A study has revealed that artists’ brains are ‘structurally different’ from the rest of us. The small study, published in the journal NeuroImage, detailed the results of brain scans taken from 21 art students and 23 non-artists. The scans used a voxel-based morphometry to reveal that artists have more neural matter in the parts of their brain relating to visual imagery and fine motor control.
Lead author of the study, Rebecca Chamberlain from KU Leuven, Belgium, told BBC News that she was interested in finding out how artists saw the world differently.
“The people who are better at drawing really seem to have more developed structures in regions of the brain that control for fine motor performance and what we call procedural memory,” she explained.
The brain scans were accompanied by different drawing tasks, which revealed those who performed best at the tests had more grey and white matter in the motor areas of the brain. Grey matter is mainly composed of nerve cells, while white matter is responsible for communication between the grey matter regions. However, it is not clear what the increase in neural matter means, other than artists have enhanced processing in these areas due the functions involved in drawing and painting, Dr Chamberlain added:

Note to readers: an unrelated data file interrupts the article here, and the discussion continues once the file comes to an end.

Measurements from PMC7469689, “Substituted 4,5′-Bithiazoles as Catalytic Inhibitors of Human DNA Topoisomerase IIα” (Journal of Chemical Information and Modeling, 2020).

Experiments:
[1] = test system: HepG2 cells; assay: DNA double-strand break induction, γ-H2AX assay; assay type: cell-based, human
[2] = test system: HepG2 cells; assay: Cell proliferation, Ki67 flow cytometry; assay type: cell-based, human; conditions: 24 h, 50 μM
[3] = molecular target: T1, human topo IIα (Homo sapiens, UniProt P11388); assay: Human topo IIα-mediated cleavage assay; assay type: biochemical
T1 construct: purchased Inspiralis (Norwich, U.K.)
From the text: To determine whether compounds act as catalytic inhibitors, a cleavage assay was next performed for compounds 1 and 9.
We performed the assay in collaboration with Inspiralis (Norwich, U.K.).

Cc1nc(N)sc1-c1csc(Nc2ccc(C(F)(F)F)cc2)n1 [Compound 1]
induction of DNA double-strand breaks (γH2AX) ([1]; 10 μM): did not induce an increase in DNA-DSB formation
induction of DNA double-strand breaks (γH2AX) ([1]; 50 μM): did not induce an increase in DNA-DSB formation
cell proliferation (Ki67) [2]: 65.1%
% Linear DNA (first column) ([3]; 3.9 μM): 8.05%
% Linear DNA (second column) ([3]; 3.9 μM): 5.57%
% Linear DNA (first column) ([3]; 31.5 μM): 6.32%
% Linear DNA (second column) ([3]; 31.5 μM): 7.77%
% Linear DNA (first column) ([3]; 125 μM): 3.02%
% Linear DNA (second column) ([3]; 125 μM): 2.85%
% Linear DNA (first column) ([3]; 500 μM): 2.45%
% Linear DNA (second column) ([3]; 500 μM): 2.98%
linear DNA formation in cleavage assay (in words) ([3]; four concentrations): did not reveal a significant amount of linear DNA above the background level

“It falls into line with evidence that focus of expertise really does change the brain. The brain is incredibly flexible in response to training and there are huge individual differences that we are only beginning to tap into.”
One of the study’s other authors, Chris McManus from University College London, said it was difficult to know what aspect of artistic talent is innate and how much is learnt:
“We would need to do further studies where we look at teenagers and see how they develop in their drawing as they grow older - but I think [this study] has given us a handle on how we could begin to look at this.”
One scientist, not involved with the study, Ellen Winner of Boston College told BBC News that the study “put to rest the facile claims that artists use ‘the right side of their brain’ given that increased grey and white matter were found in the art group in both left and right structures of the brain”.
“Only a prospective study could get at the question of innate structural brain differences that predispose people to become visual artists, and this kind of study has not been done as it would be very difficult and very expensive to carry out.”
Via BBC News